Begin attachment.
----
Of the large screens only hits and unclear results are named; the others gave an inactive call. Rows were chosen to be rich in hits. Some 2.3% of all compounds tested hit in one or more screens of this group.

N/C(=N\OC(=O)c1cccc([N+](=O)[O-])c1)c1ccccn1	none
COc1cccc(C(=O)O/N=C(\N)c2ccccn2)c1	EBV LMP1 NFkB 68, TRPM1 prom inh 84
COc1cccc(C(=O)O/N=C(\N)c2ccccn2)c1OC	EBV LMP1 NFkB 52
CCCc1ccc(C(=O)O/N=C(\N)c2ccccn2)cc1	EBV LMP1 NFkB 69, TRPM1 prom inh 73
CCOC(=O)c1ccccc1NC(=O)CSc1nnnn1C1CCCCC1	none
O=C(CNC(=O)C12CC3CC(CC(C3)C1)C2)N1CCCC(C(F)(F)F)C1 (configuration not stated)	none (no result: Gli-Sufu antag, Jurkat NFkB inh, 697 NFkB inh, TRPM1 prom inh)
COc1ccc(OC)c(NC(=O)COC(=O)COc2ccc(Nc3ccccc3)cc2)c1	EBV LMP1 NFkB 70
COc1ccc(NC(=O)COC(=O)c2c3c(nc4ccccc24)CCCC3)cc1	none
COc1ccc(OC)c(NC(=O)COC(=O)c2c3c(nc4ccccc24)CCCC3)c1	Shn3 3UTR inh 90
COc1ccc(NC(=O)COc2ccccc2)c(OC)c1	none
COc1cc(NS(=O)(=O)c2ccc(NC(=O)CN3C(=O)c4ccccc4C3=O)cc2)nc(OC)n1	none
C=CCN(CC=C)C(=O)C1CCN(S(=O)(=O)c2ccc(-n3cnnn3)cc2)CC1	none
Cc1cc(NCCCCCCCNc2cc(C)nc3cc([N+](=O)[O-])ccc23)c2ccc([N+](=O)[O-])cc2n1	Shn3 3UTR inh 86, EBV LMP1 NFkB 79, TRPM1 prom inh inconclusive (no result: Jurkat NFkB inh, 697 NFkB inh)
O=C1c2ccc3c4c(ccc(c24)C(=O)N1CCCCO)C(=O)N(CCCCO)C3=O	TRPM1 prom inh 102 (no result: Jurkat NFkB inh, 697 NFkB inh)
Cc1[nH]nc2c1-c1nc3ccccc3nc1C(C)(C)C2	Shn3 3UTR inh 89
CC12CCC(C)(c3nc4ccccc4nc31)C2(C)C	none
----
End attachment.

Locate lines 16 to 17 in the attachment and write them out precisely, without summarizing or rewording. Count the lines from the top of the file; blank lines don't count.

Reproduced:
Cc1[nH]nc2c1-c1nc3ccccc3nc1C(C)(C)C2	Shn3 3UTR inh 89
CC12CCC(C)(c3nc4ccccc4nc31)C2(C)C	none